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Navigating Student Loan Payments (How to Prepare Now)

How to Plan Ahead and Stay Ahead

Some 43.5 million Americans have borrowed a total of $1.78 trillion in student loan debt as of March 2023, according to the Federal Reserve. That’s an average of $37,787 per borrower. If you’re among those with student loans, or a recent college graduate, the payment grace period that came with the pandemic is about to end in October. Here’s how to navigate your student loan payments in the coming months and years. 

There is some good news. The U.S. Department of Education says borrowers in default on their loans will get a fresh start. That means even if you had missed nine months of payments prior to the pandemic, that default will be eliminated allowing you to apply for payment discounts and other money-saving advantages. 

Know Who You are Paying

Start by logging into the Federal Student Aid (FSA) website with your FSA ID. This will quickly tell you where to send your payments when they become due again. This is also where you’ll find information about your possible debt forgiveness, interest rates, and your current payment plan. If the name of your college loan agency sounds unfamiliar, you’re not alone. It’s estimated that nearly a third of all borrowers will be paying a new company. 

Central Willamette CU Quick Tip: While you are reviewing who to pay, double-check that your personal and loan information is correct.

Choose Your Payment Plan

Depending on your income and whether or not you’re in school, you can choose a repayment plan that works with your monthly budget or overall financial picture. 

The standard repayment plan simply calculates what you owe, including interest, and divides it up into monthly payments over 10, 12, 15, 20, 25, or 30 years (based on your total loan debt). If you owe $60,000 or more, they’ll give you 30 years to pay it back. With this plan, your monthly payments could seem steep when compared to the 0%, $0 payments of the last three years. 

Income-driven payment plans are calculated as a percentage of your discretionary income. That can be as little as $0 per month. But don’t forget about the interest, which continues to accrue whether you make a full payment or an income-based payment. That means the balance of your loans could grow, even though you aren’t borrowing any more money. 

Central Willamette CU Quick Tip: Choose automatic payments to reduce your interest rate by a quarter of a percent. This could add up to thousands in savings.

Income-based options include: 

  • Revised Pay As You Earn Repayment Plan (REPAYE): Generally, 10% of your discretionary income.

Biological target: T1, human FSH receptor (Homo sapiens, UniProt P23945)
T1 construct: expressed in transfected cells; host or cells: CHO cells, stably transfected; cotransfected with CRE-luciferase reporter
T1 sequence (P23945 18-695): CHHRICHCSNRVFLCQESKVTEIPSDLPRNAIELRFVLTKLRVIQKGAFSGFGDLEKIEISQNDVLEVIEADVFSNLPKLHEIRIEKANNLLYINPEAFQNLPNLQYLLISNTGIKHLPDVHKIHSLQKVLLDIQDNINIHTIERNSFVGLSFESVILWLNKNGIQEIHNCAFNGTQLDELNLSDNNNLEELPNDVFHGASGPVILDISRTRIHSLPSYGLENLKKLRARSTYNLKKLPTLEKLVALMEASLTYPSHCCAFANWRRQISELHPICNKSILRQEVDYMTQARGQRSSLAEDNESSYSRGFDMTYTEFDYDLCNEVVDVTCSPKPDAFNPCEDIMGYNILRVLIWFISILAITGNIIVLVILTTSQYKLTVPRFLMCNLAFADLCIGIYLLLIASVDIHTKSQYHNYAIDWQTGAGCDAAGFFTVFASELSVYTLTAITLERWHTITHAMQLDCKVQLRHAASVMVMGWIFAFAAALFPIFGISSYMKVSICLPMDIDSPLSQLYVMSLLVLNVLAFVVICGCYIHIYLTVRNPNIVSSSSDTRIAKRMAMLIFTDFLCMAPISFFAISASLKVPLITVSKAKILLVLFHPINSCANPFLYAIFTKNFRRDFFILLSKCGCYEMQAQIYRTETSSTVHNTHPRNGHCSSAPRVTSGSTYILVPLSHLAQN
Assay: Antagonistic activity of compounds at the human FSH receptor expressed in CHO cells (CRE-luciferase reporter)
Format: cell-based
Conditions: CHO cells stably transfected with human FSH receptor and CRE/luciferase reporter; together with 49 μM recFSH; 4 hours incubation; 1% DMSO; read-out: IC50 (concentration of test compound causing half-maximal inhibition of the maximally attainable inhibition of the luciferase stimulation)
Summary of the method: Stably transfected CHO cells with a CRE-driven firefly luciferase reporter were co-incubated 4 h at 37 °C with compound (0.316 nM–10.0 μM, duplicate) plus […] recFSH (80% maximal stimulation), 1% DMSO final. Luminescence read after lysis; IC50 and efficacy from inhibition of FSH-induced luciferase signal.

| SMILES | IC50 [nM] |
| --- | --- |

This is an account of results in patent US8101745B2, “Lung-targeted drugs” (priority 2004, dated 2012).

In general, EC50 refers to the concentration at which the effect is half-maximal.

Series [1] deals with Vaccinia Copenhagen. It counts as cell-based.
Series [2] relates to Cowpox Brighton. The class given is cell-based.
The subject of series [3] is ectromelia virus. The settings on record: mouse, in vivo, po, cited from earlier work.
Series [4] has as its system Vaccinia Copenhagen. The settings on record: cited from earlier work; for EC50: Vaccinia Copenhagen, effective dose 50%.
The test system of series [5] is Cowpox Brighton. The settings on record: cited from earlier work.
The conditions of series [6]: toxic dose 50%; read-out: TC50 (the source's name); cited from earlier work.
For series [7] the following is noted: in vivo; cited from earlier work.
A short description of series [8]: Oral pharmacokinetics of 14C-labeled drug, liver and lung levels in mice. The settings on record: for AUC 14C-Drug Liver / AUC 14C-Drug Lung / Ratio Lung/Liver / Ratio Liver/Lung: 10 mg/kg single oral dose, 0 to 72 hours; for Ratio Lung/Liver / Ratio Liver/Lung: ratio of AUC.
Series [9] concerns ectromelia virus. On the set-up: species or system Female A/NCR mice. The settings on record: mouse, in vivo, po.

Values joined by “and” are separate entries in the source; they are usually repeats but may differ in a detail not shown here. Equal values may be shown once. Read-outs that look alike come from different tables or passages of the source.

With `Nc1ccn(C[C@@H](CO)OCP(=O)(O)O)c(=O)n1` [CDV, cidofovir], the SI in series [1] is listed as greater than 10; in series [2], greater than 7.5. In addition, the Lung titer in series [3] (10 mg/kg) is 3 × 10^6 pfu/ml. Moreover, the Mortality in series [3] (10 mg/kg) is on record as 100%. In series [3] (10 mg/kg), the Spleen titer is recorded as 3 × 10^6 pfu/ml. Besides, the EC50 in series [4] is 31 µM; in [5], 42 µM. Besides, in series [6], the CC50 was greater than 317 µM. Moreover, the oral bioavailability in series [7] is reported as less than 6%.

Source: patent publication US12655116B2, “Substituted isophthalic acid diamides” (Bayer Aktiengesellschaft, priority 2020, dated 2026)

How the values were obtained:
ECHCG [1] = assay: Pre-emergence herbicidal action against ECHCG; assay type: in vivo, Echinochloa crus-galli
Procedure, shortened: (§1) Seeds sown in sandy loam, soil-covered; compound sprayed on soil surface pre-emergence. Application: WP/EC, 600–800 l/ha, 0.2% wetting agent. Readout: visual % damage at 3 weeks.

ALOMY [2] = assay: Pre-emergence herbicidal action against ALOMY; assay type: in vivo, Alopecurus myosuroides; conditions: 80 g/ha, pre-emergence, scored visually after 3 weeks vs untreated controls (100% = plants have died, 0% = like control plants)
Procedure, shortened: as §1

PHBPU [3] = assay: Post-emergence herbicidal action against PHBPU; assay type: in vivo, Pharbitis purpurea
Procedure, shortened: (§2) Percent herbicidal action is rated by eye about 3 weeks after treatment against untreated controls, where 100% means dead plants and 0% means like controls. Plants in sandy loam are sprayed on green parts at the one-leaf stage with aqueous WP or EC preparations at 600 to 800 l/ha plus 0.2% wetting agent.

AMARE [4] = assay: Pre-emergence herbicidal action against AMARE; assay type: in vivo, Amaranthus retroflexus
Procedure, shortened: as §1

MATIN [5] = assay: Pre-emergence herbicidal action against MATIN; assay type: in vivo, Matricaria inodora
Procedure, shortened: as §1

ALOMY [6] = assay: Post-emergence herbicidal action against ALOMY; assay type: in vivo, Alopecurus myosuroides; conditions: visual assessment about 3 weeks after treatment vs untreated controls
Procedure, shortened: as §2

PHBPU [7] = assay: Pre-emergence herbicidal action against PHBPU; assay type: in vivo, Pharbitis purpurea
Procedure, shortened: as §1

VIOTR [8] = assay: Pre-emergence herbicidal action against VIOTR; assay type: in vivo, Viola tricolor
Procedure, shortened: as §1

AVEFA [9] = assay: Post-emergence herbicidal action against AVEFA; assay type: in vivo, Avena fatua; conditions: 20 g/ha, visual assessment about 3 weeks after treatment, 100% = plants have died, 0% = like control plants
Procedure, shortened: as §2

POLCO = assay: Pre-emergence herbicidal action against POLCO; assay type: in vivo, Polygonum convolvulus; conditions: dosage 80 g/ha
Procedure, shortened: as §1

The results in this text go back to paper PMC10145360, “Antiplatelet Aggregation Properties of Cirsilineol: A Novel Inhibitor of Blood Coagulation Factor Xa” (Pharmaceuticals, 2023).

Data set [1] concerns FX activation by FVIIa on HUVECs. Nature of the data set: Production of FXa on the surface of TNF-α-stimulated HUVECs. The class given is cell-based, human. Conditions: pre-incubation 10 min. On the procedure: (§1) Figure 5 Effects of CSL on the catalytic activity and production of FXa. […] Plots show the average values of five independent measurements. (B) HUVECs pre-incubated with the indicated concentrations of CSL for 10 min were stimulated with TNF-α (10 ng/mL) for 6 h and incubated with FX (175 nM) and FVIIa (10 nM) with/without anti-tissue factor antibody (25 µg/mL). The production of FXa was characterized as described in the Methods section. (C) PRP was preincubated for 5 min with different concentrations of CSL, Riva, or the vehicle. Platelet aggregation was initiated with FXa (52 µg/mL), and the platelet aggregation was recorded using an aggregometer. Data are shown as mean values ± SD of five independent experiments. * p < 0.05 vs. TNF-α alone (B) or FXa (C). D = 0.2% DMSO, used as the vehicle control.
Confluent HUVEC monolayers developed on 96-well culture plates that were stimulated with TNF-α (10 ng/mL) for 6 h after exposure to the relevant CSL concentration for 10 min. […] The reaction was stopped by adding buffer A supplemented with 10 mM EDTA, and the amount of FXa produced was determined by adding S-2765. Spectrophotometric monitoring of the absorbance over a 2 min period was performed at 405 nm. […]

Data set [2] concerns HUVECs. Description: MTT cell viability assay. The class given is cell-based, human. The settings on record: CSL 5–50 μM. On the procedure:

• Pay As You Earn Repayment Plan (PAYE): Never more than 10% of your discretionary income.  
  • Income-Based Repayment Plan (IBR Plan): 10-15% of your discretionary income, depending on when you first started making payments.  
  • Income-Contingent Repayment Plan (ICR Plan): 20% of your discretionary income with annual adjustments. 

There is also help when you need it. In some cases, borrowers may have the option to apply for a 12-month grace period. But so far, details about this option are sparse. Additionally, debt forgiveness plans can also be an option. 

Look into Loan Forgiveness

Have you worked, or are you currently working for a government agency (military, public education, state government) or a nonprofit? There’s a chance you could qualify for the Public Service Loan Forgiveness (PSLF) program. There is some red tape to navigate and qualifications to meet, but overall it eliminates all of your debt after 10 years of regular payments. 

The Department of Education says that several million student loan borrowers could automatically see a forgiveness credit of up to three years of payments based on a one-time payment adjustment. If you have a William D. Ford Federal Direct Loan, look closely at your account to see if you qualify. 

Pay Some Interest to the Interest

Starting September 1, 2023, student loans will begin to accrue interest. The first payments will then be due in October. If you have a student loan, making an interest-only payment will keep your balance from increasing over that month-long period. 

Get Some Help

Both the Office of the U.S. Department of Education’s Federal Student Aid program, as well as The Institute of Student Loan Advisors Corporation (TISLA) have resources and advice for student loan borrowers. Utilize their online payment and plan calculators to estimate your monthly payments and the overall cost of that debt, send questions to advisors, and more. 

Central Willamette CU is Here for You

Whether you’re in college now or looking to refinance your college expenses into a single, easy-to-manage loan, Central Willamette can help. That includes personal loans for smaller balances as well as a home equity loan to bring all of your college expenses into focus. Have questions? Need some help? Stop by any branch or call (541) 928-4536.